MR. BROWN: [Laughs.]

MS. CURRY: He was a good shot, crack shot. But this is funny. He was in Kansas a lot of the time on those [inaudible] and I was rather isolated and so he thought I ought to have a gun. So he came back. I've got it upstairs. A very nice little revolver. And he said, "Now, I want to you to come outside and I want to teach you how to use this gun." I said, "I don't want to learn how to fire a gun." He said, "Come along." So we went out and he set up a tin can there and put the bullets in. And he said, "Now, shut your eye." And this is my favorite eye. He said, "Not that eye, the other eye." I said, "I can't shoot with the other eye. I see better with this one." There's nothing wrong with my eye. Well, I took a pot shot, made the can. And then John took the revolver and he didn't make, he didn't hit the can.

MR. BROWN: [Laughs.]

MS. CURRY: We laughed about that, you know. But he was a superb shot. And when we first went to Madison many of the people that we grew to be familiar with thought they can do clay pigeon shooting, you know. Oh, and they all thought they were such crack shots and here was the artist, he didn't know very much about anything. So they invited John out that day and they kept tossing up and bang, bang, John got every one. They had a different idea about John's shooting.

MR. BROWN: [Laughs.]

MS. CURRY: I remember, talking about not asking John to do anything, we were sitting out one summer's evening and John was having his drink. He liked that rolling hill between us and the next house. He said, "Go and ask Mrs.," I've forgotten what her name was, "if she would care to sell that piece of land." They weren't using it or doing anything with it. It came right up to our driveway. "Go and ask Mrs. if she would sell that piece of land and whether she would take a payment of a painting as part payment." So I went up the hill to ask Mrs. so forth and I said, "My husband, John Curry, would like to know. He likes that piece of land very much. Would you ever be interested in selling it? And whether you would take a part payment of it for the land in a painting? She said, "I don't know what I'd do with it if I got it."

MR. BROWN: [Laughs.]

MS. CURRY: So we never got it. And that same thing happened to Bill the other day.

MR. BROWN: Bill McClellan?

MS. CURRY: Patricia - did she tell you? Oh, it was very funny. A relative of his who he hadn't seen for a long time came and they'd been married and he hadn't met the wife or whatever it was. So Bill took them up to his studio and he thought he'd give them a present. He hadn't given them a wedding present. And said, "Well, why don't you pick out a canvas that you like?" And the man replied, "Well, we don't have any wall space." Patricia began to laugh. She said, "Now I know."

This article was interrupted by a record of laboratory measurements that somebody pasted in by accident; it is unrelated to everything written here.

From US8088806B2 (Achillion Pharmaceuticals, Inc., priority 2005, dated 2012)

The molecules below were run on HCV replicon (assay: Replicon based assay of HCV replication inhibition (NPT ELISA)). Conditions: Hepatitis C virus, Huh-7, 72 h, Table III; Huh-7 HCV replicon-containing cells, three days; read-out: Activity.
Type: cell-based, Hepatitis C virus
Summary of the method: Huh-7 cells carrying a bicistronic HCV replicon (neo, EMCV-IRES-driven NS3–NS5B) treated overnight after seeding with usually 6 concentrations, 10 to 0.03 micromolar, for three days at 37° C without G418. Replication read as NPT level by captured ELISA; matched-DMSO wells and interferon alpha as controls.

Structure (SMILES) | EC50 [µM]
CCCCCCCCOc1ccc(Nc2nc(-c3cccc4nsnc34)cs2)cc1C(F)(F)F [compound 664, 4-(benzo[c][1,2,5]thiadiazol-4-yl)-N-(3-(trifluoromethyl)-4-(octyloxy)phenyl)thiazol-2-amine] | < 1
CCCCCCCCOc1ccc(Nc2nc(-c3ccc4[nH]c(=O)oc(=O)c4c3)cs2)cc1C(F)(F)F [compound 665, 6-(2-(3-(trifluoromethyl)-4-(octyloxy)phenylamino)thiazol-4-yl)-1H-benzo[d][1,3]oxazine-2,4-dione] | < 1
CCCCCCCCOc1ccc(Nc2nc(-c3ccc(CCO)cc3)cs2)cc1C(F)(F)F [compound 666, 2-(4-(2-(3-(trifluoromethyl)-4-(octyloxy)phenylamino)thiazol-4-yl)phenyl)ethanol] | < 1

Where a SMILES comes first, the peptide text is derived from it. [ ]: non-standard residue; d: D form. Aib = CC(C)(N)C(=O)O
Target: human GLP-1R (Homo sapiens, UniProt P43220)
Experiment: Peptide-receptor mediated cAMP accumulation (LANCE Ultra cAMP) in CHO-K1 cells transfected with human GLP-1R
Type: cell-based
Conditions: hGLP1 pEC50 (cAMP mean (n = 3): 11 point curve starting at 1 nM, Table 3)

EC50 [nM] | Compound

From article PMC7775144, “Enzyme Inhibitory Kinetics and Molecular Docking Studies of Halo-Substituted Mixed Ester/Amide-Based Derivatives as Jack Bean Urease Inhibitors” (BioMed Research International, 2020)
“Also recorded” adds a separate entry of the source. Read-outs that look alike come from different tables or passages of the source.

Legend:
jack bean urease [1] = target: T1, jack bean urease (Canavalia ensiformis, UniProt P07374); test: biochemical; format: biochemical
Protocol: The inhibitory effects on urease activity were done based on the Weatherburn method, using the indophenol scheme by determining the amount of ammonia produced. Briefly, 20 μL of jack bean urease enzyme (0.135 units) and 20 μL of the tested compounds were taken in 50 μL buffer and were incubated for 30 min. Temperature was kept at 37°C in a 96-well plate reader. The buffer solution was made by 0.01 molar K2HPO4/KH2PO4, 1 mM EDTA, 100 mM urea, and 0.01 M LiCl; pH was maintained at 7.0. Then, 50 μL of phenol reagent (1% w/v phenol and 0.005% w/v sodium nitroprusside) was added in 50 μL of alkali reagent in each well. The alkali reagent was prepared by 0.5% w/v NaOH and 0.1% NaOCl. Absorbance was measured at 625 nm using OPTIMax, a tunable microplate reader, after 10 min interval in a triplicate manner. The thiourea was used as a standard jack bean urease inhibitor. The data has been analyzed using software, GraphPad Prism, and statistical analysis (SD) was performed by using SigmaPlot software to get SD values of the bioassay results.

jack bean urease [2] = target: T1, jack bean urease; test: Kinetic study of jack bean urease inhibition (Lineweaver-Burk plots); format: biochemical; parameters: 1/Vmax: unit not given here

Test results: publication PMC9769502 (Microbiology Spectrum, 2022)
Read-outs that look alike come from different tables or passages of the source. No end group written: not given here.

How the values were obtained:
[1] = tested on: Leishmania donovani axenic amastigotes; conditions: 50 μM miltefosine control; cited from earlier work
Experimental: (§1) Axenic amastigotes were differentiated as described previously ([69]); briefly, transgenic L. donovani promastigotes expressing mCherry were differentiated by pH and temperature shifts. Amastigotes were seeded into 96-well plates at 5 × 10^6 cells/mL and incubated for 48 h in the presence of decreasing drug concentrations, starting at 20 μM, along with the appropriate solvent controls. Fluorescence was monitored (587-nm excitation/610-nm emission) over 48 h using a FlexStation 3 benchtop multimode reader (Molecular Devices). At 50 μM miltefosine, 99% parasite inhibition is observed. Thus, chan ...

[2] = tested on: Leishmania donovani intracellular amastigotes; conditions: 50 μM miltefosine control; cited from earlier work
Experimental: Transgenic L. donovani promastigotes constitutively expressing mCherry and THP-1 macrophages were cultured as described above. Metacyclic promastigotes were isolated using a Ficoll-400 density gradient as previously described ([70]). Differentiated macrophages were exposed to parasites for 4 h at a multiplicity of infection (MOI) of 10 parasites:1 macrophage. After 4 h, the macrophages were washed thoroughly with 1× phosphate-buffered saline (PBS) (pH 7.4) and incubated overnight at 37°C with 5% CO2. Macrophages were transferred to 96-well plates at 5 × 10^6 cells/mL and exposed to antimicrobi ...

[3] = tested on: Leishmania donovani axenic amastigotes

MR. BROWN: [Laughs.]


MR. BROWN: While you were still in Westport John was having regular exhibitions at the Farragher Gallery.


MR. BROWN: Would you go to the openings?

MS. CURRY: Oh, yes. Yes, yes. Then I wasn't too familiar, you see, with the American painters then. No, I can't - I liked Maynard Walker very much. He and I've forgotten what the other man's name was. But Maynard was the one that was the pusher for John, you know. He got, he had great faith in John. Maynard was a very nice man.

MR. BROWN: Was this when he had his own gallery, Maynard Walker?

MS. CURRY: This was before his own gallery, when he was with the Farragher Gallery.

MR. BROWN: Mm hmm, mm hmm. [Affirmative.]

MS. CURRY: And it was Maynard who took the business of pushing John. That was before John was really known at all.

MR. BROWN: But at the openings would quite a few people come to the openings?

MS. CURRY: Oh, yes, yes. I remember one opening, I was young then and this lady must have been 65 or so. She came up to John. She must have been very familiar with his work. She didn't know him but she knew his paintings and admired them. And I was standing by John there. She came and touched him lightly on the shoulder and she said, "At last I've touched you." Isn't that something?


MS. CURRY: "At last I've touched you." Well, I used to tease John a little bit and I'd go by him and I'd say, "At last I've touched you."

MR. BROWN: [Laughs.] How was he about openings, was he very jovial? Was John very jovial about those openings?

MS. CURRY: Oh, he had a marvelous sense of humor, a marvelous sense, and he would tell the most ridiculous stories but they were hilariously funny, hilariously funny.

MR. BROWN: Can you remember some?

MS. CURRY: Well, not really. Not really. But not obscene stories, nothing like that. Nothing. Didn't have that kind of thing. He was not a vulgar, not nothing like that. And I don't have it either, nothing. Never an obscene, never ever. No, his jokes were, I don't know. I can't really tell you. Ask Bill. He'll probably remember. But I never heard even when other people were telling little, never heard - I never heard John even say anything like that, never. Never swore. He might say - what would he say? I don't know, he'd say, "Oh, damn it all," or something. But as for vulgar terms - I was just an ordinary girl since school but I'd been working and they never let me hear it, you know. But that was part and parcel of their conversation. But I can say I'd heard it from other people but I never heard any of those girls even say "damn." Now, that's quite something. I don't say they were like that among themselves but never in front of me, ever.